Washington, June 5 : A new study has suggested that boulder-size moonlets within one of Saturn's faintest rings may occasionally collide with other large ring particles on a near-daily basis just as in a pinball game.
According to a report in National Geographic News, scientists tracked the pinball-like action by looking at changing patches of dust in Saturn's active F ring, which was discovered in the late 1970s and early 1980s.
The ring is patterned with twisted braids and a spiral structure, thanks mostly to interactions with two small, nearby moons, Prometheus and Pandora.
Carl Murray of Queen Mary College in London and his team, using the Cassini spacecraft, captured the most recent images.
Murray's team pieced together digital images to create 360-degree mosaics of the entire ring over time.
In November 2006, according to Murray, the ring was relatively quiet. But in late December, a three-mile-long (five-kilometer-long) object known as S/2004 S 6-or possibly another object on a very similar orbit-appears to have passed repeatedly through the core of the ring.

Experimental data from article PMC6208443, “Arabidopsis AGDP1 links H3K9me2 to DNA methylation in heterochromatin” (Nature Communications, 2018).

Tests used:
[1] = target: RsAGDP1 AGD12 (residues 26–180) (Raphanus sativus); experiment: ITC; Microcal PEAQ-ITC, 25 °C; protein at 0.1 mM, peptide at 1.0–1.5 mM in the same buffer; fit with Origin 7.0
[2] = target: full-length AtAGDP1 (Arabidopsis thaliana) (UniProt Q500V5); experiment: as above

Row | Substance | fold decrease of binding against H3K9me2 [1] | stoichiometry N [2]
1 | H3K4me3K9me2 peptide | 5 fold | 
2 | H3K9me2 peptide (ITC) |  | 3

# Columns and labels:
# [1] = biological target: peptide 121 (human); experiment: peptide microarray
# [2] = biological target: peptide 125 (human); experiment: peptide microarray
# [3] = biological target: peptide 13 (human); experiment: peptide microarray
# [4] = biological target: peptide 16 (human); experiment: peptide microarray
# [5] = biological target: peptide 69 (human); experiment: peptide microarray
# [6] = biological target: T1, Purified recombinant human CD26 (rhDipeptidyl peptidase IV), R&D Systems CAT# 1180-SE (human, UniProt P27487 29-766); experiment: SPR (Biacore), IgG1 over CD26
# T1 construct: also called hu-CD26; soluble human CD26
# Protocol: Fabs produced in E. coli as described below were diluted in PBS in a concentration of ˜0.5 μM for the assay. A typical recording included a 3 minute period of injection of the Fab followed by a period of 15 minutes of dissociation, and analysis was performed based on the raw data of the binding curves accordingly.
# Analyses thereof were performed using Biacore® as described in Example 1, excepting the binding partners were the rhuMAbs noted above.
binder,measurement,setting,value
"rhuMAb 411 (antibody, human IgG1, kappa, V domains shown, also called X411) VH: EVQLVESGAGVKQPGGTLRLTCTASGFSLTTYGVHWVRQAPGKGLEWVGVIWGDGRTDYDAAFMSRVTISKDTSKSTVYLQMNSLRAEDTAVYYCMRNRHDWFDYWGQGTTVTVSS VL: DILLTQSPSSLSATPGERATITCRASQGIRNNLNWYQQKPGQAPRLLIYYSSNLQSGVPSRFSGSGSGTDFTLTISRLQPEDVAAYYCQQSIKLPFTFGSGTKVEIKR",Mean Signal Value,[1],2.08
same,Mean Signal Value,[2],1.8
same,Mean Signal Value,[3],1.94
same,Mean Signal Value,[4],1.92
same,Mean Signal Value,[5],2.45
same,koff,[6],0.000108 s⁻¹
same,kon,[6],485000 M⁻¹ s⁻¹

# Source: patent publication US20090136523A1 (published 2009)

That caused a series of collisions, producing numerous bright "jets" of material.
"All of that dust also allowed the scientists to spot gravitational perturbations caused by other hidden moonlets," said Murray.
Other scientists have said that the finding holds significance.
According to Larry Esposito, a planetary scientist at the University of Colorado, Boulder, the new find helps scientists understand what happens in planet-forming disks around young stars.
"The processes occurring today in Saturn's F ring are like those that created the Earth and other planets," he said.
"There are still plenty of things we need to understand about the F ring," said Murray. "However, we now think that we understand the basic processes that give rise to the various structures that we see," he added.